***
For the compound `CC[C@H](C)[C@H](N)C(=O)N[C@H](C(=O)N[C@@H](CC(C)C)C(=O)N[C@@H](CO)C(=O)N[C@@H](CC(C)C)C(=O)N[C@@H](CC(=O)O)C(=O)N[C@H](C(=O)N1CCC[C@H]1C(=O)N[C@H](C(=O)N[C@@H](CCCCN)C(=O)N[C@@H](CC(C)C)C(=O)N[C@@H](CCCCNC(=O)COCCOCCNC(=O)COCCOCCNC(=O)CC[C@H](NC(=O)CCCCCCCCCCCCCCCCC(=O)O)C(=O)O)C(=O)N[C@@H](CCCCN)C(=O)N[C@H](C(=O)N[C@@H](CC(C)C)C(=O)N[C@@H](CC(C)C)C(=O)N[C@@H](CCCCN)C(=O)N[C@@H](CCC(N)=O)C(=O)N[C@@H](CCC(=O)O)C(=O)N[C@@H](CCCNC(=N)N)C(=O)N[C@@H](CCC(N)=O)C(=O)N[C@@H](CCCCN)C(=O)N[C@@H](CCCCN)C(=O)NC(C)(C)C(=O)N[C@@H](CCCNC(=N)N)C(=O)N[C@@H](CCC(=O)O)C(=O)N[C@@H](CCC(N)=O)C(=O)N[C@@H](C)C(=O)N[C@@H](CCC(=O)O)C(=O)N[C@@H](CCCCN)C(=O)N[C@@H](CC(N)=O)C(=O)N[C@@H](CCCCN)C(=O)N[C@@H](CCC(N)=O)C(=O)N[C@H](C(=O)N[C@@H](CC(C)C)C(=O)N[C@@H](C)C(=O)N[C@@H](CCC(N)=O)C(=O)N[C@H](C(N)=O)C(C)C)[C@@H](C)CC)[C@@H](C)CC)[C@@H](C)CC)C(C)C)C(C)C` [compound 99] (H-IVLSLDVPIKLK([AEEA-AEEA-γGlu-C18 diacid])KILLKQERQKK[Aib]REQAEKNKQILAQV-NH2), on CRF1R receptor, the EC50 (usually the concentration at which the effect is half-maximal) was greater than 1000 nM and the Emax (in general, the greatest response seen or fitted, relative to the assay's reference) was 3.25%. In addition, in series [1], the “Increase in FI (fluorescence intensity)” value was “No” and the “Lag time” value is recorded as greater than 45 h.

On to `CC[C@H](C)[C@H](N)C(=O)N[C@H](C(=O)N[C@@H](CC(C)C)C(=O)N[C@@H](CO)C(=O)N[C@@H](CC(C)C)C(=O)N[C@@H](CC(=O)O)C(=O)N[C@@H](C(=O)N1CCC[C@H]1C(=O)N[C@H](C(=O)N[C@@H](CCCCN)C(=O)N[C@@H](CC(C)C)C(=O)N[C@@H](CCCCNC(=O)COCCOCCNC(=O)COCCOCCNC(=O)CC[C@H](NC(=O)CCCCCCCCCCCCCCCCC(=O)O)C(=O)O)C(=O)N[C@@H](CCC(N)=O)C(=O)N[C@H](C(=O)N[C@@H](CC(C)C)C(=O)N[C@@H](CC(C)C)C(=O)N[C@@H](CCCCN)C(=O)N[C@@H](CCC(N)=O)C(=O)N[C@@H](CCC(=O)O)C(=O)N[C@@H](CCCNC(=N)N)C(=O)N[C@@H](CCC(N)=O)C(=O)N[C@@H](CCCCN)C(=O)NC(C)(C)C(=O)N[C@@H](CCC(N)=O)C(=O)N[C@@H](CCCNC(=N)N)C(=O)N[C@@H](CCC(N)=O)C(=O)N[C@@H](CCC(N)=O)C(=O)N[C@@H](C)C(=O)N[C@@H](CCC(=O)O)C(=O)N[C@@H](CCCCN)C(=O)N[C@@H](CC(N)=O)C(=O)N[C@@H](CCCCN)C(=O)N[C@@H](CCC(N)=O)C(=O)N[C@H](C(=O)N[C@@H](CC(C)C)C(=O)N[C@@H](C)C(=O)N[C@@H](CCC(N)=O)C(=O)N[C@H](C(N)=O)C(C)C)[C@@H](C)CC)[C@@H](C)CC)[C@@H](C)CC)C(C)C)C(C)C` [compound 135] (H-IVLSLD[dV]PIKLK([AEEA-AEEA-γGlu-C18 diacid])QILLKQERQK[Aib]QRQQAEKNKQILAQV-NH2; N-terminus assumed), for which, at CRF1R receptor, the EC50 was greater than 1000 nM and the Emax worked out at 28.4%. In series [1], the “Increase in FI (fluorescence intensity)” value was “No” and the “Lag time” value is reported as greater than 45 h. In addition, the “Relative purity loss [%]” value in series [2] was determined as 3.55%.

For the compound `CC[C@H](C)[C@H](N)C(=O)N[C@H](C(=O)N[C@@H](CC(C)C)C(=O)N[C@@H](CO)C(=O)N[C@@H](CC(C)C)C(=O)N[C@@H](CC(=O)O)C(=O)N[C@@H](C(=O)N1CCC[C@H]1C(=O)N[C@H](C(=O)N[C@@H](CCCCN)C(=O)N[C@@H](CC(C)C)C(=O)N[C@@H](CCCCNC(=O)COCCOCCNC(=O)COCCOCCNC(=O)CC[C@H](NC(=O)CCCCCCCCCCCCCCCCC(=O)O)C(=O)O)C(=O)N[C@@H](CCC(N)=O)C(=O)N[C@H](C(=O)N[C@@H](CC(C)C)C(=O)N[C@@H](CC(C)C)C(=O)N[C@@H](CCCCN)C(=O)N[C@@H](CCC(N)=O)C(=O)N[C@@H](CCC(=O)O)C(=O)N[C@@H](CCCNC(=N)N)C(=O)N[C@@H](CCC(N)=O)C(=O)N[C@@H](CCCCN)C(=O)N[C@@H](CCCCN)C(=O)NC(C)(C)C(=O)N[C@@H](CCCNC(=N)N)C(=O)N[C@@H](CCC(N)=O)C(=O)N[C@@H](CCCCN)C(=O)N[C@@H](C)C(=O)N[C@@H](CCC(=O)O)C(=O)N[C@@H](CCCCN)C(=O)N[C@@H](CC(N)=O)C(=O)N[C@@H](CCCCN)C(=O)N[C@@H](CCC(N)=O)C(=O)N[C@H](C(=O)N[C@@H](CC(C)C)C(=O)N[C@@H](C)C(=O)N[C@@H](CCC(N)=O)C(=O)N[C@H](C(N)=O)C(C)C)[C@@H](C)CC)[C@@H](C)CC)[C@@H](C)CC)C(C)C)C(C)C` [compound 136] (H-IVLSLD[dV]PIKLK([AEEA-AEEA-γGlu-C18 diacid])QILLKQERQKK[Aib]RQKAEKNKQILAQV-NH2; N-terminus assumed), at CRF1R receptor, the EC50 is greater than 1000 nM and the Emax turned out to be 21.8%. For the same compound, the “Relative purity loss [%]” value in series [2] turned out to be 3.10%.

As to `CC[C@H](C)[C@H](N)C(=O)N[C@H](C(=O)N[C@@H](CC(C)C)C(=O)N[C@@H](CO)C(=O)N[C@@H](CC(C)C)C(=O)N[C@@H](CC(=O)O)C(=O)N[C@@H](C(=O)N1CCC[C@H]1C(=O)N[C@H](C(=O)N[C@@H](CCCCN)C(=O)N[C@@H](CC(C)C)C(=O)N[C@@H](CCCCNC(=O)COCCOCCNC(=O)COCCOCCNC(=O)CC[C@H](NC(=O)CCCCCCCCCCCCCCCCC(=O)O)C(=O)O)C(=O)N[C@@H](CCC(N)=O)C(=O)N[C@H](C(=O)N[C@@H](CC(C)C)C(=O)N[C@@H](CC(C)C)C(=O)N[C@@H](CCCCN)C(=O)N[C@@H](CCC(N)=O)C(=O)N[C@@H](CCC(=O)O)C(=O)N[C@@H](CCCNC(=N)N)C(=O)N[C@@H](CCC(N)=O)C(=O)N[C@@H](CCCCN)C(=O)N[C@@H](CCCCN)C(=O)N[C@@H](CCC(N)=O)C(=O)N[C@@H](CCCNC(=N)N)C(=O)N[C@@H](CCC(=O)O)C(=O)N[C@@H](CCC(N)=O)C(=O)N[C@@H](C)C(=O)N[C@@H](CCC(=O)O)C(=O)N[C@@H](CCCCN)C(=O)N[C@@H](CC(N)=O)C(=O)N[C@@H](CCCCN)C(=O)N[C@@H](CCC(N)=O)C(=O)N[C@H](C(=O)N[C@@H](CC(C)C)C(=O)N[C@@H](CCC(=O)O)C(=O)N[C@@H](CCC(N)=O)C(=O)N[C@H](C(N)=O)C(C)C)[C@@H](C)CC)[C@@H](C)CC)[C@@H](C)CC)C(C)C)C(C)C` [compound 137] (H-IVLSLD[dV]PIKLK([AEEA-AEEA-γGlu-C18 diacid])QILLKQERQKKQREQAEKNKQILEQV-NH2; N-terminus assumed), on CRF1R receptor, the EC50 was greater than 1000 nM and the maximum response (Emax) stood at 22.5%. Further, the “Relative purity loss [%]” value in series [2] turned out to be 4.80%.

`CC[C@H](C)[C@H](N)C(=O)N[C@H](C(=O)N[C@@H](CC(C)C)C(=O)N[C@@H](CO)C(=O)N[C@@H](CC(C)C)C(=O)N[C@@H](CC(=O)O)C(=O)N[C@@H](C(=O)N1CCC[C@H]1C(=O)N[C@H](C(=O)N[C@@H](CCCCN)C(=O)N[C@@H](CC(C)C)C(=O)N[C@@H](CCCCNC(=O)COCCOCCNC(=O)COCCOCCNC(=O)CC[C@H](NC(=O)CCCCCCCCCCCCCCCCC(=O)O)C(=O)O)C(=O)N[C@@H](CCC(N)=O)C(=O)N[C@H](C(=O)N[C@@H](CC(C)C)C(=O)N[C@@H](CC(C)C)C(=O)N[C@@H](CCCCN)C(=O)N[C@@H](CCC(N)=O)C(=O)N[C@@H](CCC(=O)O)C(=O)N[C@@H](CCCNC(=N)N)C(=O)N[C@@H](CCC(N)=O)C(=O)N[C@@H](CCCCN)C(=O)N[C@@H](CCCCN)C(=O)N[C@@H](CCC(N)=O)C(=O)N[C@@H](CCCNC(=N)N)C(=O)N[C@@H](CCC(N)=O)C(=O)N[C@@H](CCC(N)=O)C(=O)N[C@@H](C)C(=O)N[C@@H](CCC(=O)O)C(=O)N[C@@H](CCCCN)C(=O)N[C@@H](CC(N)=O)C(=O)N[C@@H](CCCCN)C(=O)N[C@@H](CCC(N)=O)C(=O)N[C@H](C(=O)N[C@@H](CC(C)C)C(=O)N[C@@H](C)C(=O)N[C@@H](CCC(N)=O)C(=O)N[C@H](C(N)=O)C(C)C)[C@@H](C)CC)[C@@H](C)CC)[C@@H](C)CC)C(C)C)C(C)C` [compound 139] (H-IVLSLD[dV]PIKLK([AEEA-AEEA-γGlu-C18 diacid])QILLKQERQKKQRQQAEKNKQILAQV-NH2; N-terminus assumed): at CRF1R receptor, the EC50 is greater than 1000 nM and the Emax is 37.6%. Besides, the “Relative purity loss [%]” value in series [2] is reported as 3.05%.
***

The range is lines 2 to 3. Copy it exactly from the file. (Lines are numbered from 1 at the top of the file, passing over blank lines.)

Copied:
On to `CC[C@H](C)[C@H](N)C(=O)N[C@H](C(=O)N[C@@H](CC(C)C)C(=O)N[C@@H](CO)C(=O)N[C@@H](CC(C)C)C(=O)N[C@@H](CC(=O)O)C(=O)N[C@@H](C(=O)N1CCC[C@H]1C(=O)N[C@H](C(=O)N[C@@H](CCCCN)C(=O)N[C@@H](CC(C)C)C(=O)N[C@@H](CCCCNC(=O)COCCOCCNC(=O)COCCOCCNC(=O)CC[C@H](NC(=O)CCCCCCCCCCCCCCCCC(=O)O)C(=O)O)C(=O)N[C@@H](CCC(N)=O)C(=O)N[C@H](C(=O)N[C@@H](CC(C)C)C(=O)N[C@@H](CC(C)C)C(=O)N[C@@H](CCCCN)C(=O)N[C@@H](CCC(N)=O)C(=O)N[C@@H](CCC(=O)O)C(=O)N[C@@H](CCCNC(=N)N)C(=O)N[C@@H](CCC(N)=O)C(=O)N[C@@H](CCCCN)C(=O)NC(C)(C)C(=O)N[C@@H](CCC(N)=O)C(=O)N[C@@H](CCCNC(=N)N)C(=O)N[C@@H](CCC(N)=O)C(=O)N[C@@H](CCC(N)=O)C(=O)N[C@@H](C)C(=O)N[C@@H](CCC(=O)O)C(=O)N[C@@H](CCCCN)C(=O)N[C@@H](CC(N)=O)C(=O)N[C@@H](CCCCN)C(=O)N[C@@H](CCC(N)=O)C(=O)N[C@H](C(=O)N[C@@H](CC(C)C)C(=O)N[C@@H](C)C(=O)N[C@@H](CCC(N)=O)C(=O)N[C@H](C(N)=O)C(C)C)[C@@H](C)CC)[C@@H](C)CC)[C@@H](C)CC)C(C)C)C(C)C` [compound 135] (H-IVLSLD[dV]PIKLK([AEEA-AEEA-γGlu-C18 diacid])QILLKQERQK[Aib]QRQQAEKNKQILAQV-NH2; N-terminus assumed), for which, at CRF1R receptor, the EC50 was greater than 1000 nM and the Emax worked out at 28.4%. In series [1], the “Increase in FI (fluorescence intensity)” value was “No” and the “Lag time” value is reported as greater than 45 h. In addition, the “Relative purity loss [%]” value in series [2] was determined as 3.55%.

For the compound `CC[C@H](C)[C@H](N)C(=O)N[C@H](C(=O)N[C@@H](CC(C)C)C(=O)N[C@@H](CO)C(=O)N[C@@H](CC(C)C)C(=O)N[C@@H](CC(=O)O)C(=O)N[C@@H](C(=O)N1CCC[C@H]1C(=O)N[C@H](C(=O)N[C@@H](CCCCN)C(=O)N[C@@H](CC(C)C)C(=O)N[C@@H](CCCCNC(=O)COCCOCCNC(=O)COCCOCCNC(=O)CC[C@H](NC(=O)CCCCCCCCCCCCCCCCC(=O)O)C(=O)O)C(=O)N[C@@H](CCC(N)=O)C(=O)N[C@H](C(=O)N[C@@H](CC(C)C)C(=O)N[C@@H](CC(C)C)C(=O)N[C@@H](CCCCN)C(=O)N[C@@H](CCC(N)=O)C(=O)N[C@@H](CCC(=O)O)C(=O)N[C@@H](CCCNC(=N)N)C(=O)N[C@@H](CCC(N)=O)C(=O)N[C@@H](CCCCN)C(=O)N[C@@H](CCCCN)C(=O)NC(C)(C)C(=O)N[C@@H](CCCNC(=N)N)C(=O)N[C@@H](CCC(N)=O)C(=O)N[C@@H](CCCCN)C(=O)N[C@@H](C)C(=O)N[C@@H](CCC(=O)O)C(=O)N[C@@H](CCCCN)C(=O)N[C@@H](CC(N)=O)C(=O)N[C@@H](CCCCN)C(=O)N[C@@H](CCC(N)=O)C(=O)N[C@H](C(=O)N[C@@H](CC(C)C)C(=O)N[C@@H](C)C(=O)N[C@@H](CCC(N)=O)C(=O)N[C@H](C(N)=O)C(C)C)[C@@H](C)CC)[C@@H](C)CC)[C@@H](C)CC)C(C)C)C(C)C` [compound 136] (H-IVLSLD[dV]PIKLK([AEEA-AEEA-γGlu-C18 diacid])QILLKQERQKK[Aib]RQKAEKNKQILAQV-NH2; N-terminus assumed), at CRF1R receptor, the EC50 is greater than 1000 nM and the Emax turned out to be 21.8%. For the same compound, the “Relative purity loss [%]” value in series [2] turned out to be 3.10%.